The Development of Clinical Psychology, Social Work, and Psychiatric Nursing: 1900–1980s

  • Nancy Tomes


Of all the health care specialties, the field of mental health is among the most interdisciplinary, both in intellectual and professional terms. The complex nature of mental disease, encompassing as it does biological, psychological, and social factors, necessarily invites a variety of etiological and therapeutic approaches. Moreover, the range of mental disorders now believed to benefit by treatment is extremely broad, ranging from the most severe psychoses to the less debilitating “problems of living.” To meet these diverse mental health needs, there has grown up a complex system of treatment, ranging from private practice to acute care hospitals, staffed by professional workers from varied disciplines. By the mid-1980s, there were almost 170,000 mental health professionals in the United States, 22% of whom were psychiatrists, 20% psychologists, 22% were psychiatric nurses, and 36% clinical social workers. By the late 1990s, available statistics suggest that of an estimated 245,000 professionals, 16% were psychiatrists, 32% were clinical psychologists, 13% were mental health nurses, and 39% were clinical social workers.1


Mental Health Mental Health Care Mental Health Profession Private Practice Clinical Psychologist 
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Notes and References

  1. 1.
    The 1980 statistics on psychiatrists, psychologists, and social workers come from Daniel Goleman, “Social Workers Vault into a Leading Role in Psychotherapy,” New York Times 30 April 1985, Section III, p. 1. Data on nurses come from National Data Book 1980, Publication No. ADM 80-938 (Washington, DC: Government Printing Office, 1980), pp. 71–72. The 1999 data on psychiatry, clinical psychology, and psychiatric social work come from R.M. Scheffler and P.B. Kirby, “The Occupational Transformation of the Mental health System.” Health Affairs 22:5 (2003): 177–188. SAMHSA, Mental Health 2000 Appendix D gives an estimate of 32,648 mental health nurse specialists.Google Scholar
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    Bertram S. Brown, “The Federal Government and Psychiatric Education.” New Dimensions in Mental Health, Publication No. ADM 77-511 (Washington, DC: Government Printing Office, 1977), p. 6.Google Scholar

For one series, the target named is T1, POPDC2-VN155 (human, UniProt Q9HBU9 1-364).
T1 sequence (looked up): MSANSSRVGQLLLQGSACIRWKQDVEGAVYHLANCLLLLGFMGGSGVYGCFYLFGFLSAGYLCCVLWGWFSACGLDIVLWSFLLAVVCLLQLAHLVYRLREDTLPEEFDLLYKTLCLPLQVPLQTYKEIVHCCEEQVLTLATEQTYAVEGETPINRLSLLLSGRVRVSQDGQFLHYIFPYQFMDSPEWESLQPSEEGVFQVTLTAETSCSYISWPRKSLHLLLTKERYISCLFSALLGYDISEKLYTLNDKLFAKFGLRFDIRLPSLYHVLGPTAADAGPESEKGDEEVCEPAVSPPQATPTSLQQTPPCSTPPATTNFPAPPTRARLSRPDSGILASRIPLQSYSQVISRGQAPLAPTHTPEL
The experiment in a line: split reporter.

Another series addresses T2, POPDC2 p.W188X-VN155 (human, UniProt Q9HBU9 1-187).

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    In order to keep this chapter to a manageable size, I have chosen to focus only on the four core disciplines recognized by the N.I.M.H. when it began aggressively funding professional training programs in the late 1940s. Yet I recognize that there are other important providers of mental health care today. Recent studies document that primary care physicians treat many more people suffering from mental disorders than do specialists in mental health care. In addition, since World War II, the pastoral care movement has greatly increased the clergy’s involvement in counseling and therapy. In mental hospitals, occupational therapists play an important role in treatment. Last but not least, nonprofessionals now hold a majority of staff positions in mental health clinics and hospitals. See Darrel A. Regier, et al., “The De Facto U.S. Mental Health Services System,” Archives of General Psychiatry 35(1978): 685–693; John C. Burnham, “Psychology and Counseling: Convergence into a Profession,” in The Professions in American History, ed. Nathan O. Hatch (Notre Dame, Indiana: Notre Dame Press, 1988), 181–198, esp. pp. 184–185; and Michael Gershon and Henry B. Biller, The Other Helpers: Paraprofessional and Nonprofessionals in Mental Health (Lexington, MA: D.C. Heath and Co., 1977).PubMedGoogle Scholar
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    My approach in this chapter is heavily indebted to the work of sociologist Andrew Abbott, especially his book, The System of Professions: An Essay on the Division of Expert Labor (Chicago: University of Chicago Press, 1988). When I first wrote this chapter ten years ago, there were surprisingly few historical accounts of the mental health team concept. Since then, a number of articles and books have addressed various aspects of the interprofessional relations between psychiatry and social work and psychiatry and psychology, which I have used to revise my argument, and acknowledge in the notes that follow.Google Scholar